The last one, the Green Homes Plan, lasted six months. Until then, it’s worth taking on board the Ovo Energy tips to its customers to help save on heating, which have had to be withdrawn because they are deemed offensive.

Contrary to public opinion, they are eminently sensible: eating porridge for breakfast, putting on another jumper and doing a couple of star jumps are just common sense.

Supermarket cheap

As shoppers are fast finding out, a little Lidl goes a long way.

The German discounter claims to be the UK’s fastest growing bricks-and-mortar supermarket after great Christmas sales.

In the four weeks to December 26, Lidl reports sales rose 2.6 per cent, mainly because so many customers switched from other supermarkets because of its competitive pricing.

What Lidl failed to show though – like its German arch-rival Aldi – is whether the sales increase came from existing stores or its recently opened ones.

This would be pertinent to how sales are doing overall, as eight stores opened in December alone. Lidl also boasts that sales over the past two years are up by 21 per cent.

Yet Lidl’s claim that it is the fastest-growing supermarket during the festive season is under challenge as grocery tracker Nielsen suggests that Marks & Spencer was the fastest-growing food retailer, with a 9.4 per cent rise in sales over the past three months, while sales at Lidl were up 8.5 per cent.

Sounds to me rather like there is a lot of splitting of hairs going on as to who has done the best. 

But this fierce competition can only be good for the shopper in terms of prices. Such is the competition that Lidl has even promised that it will remain the lowest-cost destination.

Tesco and Sainsbury’s are now due to give their updates, so we will get a fuller picture of the overall sector. 

What is clear is that total food sales were up over the festive period and Nielsen forecast Britons spent £7billion on food in the two weeks to Christmas. In contrast, online non-food sales were down by a sharp 14 per cent in December.

Hardly a surprise, with most customers still stuck in semi-lockdown WFH limbo.

Lawyers beware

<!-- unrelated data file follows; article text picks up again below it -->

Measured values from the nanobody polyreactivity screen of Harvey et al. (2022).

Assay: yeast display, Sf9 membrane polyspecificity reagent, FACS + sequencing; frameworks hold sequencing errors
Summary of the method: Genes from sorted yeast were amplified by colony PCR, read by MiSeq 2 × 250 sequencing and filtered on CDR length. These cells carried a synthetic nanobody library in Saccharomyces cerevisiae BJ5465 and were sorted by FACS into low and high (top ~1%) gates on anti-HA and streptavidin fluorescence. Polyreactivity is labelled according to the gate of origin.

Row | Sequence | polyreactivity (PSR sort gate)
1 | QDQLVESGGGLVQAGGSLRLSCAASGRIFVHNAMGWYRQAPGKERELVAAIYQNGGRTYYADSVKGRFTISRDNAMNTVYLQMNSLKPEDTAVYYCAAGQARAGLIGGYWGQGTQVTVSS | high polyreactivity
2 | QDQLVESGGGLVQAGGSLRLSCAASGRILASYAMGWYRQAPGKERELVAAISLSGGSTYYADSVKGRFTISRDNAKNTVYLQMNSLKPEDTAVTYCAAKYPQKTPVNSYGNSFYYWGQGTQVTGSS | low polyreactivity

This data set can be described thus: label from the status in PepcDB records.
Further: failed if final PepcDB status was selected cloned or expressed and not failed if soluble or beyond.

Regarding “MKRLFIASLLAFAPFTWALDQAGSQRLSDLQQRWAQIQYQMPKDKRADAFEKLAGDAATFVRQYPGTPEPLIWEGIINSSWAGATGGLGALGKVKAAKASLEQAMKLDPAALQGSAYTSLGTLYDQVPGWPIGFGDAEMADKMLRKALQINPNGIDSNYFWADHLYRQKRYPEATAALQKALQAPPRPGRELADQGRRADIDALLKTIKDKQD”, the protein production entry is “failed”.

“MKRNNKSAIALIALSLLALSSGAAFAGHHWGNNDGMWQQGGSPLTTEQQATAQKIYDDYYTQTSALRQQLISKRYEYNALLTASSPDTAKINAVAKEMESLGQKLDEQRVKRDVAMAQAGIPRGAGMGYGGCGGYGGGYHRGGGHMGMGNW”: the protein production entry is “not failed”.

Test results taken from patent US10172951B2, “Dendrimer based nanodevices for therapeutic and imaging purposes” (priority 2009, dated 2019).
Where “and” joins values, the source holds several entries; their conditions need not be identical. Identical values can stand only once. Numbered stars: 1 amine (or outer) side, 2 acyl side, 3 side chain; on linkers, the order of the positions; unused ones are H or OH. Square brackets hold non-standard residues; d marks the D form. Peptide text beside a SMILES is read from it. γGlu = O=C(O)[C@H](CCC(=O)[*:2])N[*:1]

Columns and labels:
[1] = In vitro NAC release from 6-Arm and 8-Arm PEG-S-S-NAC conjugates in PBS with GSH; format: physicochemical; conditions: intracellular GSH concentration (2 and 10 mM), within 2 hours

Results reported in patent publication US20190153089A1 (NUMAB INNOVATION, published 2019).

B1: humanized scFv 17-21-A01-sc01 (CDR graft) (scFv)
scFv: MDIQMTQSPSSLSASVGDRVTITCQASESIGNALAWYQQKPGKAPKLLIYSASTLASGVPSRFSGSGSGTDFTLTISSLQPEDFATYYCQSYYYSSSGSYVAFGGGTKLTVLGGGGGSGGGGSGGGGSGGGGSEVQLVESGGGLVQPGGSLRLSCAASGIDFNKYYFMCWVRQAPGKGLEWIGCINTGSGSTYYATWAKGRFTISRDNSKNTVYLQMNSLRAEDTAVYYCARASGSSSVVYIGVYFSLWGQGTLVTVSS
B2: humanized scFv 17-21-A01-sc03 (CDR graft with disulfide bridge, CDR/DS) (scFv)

Don’t be envious that newly qualified lawyers are being offered £150,000 a year as a starting salary. Most of the firms paying these big bucks are American.

Paradoxically, one of the reasons they are having to fork out so much is that so many young lawyers are leaving: all part of what is being called the Great Resignation.

The reason they are leaving is because they are burnt out and overworked.

Some links in this article may be affiliate links. If you click on them we may earn a small commission. That helps us fund This Is Money, and keep it free to use. We do not write articles to promote products. We do not allow any commercial relationship to affect our editorial independence.

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That old adage, ‘When the going gets tough, the tough go shopping’, has never been more apt. 

As the latest crop of trading updates for the Christmas period from some of the UK’s biggest companies shows, the pandemic has failed to dampen the British shopper’s appetite for spending.

But what is beginning to show through in the trading results is that shoppers’ habits are changing as to how and where – and on what goods – they are spreading their incomes because of the impact of lockdowns and Covid restrictions.

As the latest trading updates for the Christmas period from some of the UK’s biggest firms shows, the pandemic has failed to dampen the British shopper’s appetite for spending

As the latest trading updates for the Christmas period from some of the UK’s biggest firms shows, the pandemic has failed to dampen the British shopper’s appetite for spending

What’s more, the companies which are doing particularly well, like Sainsbury’s, Dunelm and JD Sports, are the ones which have been quick to adapt to these changes.

To be fair, there’s luck involved too as they are already in the sectors where customers are channelling their spending, which is mainly on homes and food.